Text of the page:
Letters from the West

Public lands need innovation in management not necessarily new owners

Supporters of transferring public lands from the federal government to the states use the Property and Environment Research Center report as evidence the states could manage the lands more efficiently. On a quick pass it appears to support the idea since it shows in a comparison of the revenues and expenses for federal and state trust lands in Idaho, Montana, New Mexico and Arizona that the states do better on their endowment lands.

The federal government generates just 73 cents in revenue per $1 spent, while states generate $14.51 for every $1 spent, the PERC report written by Shawn Regan and Holly Fretwell shows. But Regan points out that the two types of land are managed very differently. States maximize returns while the federal government has multiple users it must please.

Still, when he heard Sally Jewell's comment that transferring the public land of all Americans to western states for free "cheated" the owners of the public lands he didn't take it lying down.

" It's not clear that federal land management, in its current form, is necessarily a good deal for taxpayers. Federal land agencies repeatedly lose money. The Forest Service and BLM together lose nearly $2 billion each year on average, according for our analysis. So it's not as if the current system is necessarily a great deal for taxpayers," he said.

He’s not taking sides in the transfer debate. But Regan said his analysis suggests that, when it comes to managing federal lands, there is much that could be improved.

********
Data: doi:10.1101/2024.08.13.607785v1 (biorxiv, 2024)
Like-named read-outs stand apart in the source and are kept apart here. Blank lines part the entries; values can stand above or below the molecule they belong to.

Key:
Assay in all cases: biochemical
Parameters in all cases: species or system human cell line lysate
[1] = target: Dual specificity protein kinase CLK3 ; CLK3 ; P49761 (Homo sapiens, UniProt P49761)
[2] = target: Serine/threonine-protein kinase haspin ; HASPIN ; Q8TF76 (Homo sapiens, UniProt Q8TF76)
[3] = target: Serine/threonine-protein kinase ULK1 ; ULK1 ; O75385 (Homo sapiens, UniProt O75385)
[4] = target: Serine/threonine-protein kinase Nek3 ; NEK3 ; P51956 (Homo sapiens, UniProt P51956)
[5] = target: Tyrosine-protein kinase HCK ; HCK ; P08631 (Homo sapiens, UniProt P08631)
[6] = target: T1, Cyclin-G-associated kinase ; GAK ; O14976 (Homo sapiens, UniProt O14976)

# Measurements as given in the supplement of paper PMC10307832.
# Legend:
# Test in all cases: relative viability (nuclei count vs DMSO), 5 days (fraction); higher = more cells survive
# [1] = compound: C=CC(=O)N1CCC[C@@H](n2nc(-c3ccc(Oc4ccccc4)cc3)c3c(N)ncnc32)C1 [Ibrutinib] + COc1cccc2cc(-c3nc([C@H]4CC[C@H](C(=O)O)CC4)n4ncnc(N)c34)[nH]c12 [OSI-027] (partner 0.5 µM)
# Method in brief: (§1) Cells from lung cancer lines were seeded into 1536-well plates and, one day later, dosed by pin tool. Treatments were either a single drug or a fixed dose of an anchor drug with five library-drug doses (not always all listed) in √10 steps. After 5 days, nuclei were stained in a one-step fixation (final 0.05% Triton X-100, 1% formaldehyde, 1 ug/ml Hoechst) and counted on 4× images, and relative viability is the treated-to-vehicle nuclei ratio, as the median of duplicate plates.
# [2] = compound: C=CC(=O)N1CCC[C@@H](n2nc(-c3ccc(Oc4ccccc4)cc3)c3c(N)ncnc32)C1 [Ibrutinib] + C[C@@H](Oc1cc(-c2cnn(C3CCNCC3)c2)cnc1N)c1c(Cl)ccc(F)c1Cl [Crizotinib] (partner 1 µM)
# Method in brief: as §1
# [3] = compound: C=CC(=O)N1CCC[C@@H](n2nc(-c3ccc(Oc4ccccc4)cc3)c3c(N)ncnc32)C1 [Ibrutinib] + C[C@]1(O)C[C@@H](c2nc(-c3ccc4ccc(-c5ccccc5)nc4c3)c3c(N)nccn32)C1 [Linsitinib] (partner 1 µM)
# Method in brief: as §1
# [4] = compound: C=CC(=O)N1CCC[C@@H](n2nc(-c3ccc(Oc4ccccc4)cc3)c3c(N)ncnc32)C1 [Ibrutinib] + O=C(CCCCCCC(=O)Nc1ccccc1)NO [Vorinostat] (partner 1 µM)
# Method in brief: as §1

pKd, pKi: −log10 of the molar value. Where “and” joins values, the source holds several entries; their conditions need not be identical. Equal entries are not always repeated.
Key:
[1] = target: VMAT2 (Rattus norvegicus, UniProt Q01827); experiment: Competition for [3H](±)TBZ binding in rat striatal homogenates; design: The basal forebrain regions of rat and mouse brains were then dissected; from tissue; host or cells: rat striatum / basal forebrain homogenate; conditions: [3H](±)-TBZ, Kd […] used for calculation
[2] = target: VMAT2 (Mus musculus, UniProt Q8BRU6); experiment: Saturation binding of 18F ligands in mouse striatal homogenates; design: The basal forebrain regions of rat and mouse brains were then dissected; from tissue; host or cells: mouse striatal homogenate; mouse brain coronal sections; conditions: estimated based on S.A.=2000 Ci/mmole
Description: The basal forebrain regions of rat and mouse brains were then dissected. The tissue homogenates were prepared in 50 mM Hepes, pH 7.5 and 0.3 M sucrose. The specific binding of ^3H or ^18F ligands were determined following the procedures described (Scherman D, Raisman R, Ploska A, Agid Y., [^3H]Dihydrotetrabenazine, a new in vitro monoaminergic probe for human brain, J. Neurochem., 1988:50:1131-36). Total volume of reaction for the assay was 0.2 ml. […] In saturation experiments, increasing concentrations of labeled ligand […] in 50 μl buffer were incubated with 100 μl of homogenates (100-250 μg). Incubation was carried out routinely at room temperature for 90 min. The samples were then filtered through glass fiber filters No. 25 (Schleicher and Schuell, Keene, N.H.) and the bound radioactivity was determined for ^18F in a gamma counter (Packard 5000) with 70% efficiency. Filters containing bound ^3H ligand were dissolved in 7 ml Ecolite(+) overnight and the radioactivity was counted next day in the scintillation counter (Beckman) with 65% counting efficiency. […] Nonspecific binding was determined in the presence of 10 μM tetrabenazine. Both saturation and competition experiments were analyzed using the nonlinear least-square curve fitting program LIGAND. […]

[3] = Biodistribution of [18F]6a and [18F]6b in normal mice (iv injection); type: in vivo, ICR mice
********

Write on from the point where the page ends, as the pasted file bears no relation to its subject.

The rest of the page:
"Regardless of whether lands are transferred to states or not, there is still a lot of room for improvement.," said. " We should continue to innovate and encourage debates about management alternatives, whether it's local control, collaboration, or even trust management. "

One of the ideas PERC is examining is University of Maryland Economist Robert Nelson's " charter forests, " which is the latest form of alternative management that would not take the ownership away from the rest of us. It borrows lessons and branding from charter schools.

The two sides of the public land transfer debate are lining up for a long political battle this time with big money behind both sides. But at a time rural America must retool its communities to meet the demands of urban America if it is to survive, Regan's call for innovation makes sense.

There is wisdom on all sides of this debate from free marketers to supporters of subsidizing rural community stability, a long time American policy. National Parks have flourished since Congress allowed them to keep some of their users fees on site and to negotiate concession contracts to help pay for capital costs, good free market ideas.

Stewardship logging contracts have allowed forests to take the receipts from logging and use the funds for restoration that also creates jobs. The U.S.D.A.'s "Good Neighbor" policy allows states to work closer with the Forest Service to increase management and even allows states to funding logging programs. The same is possible for recreation, said Forest Service Chief Tom Tidwell.

"We should not discourage outside-the-box thinking that addresses some of the issues that have been brought up in the debate over the transfer of public lands," Regan said.

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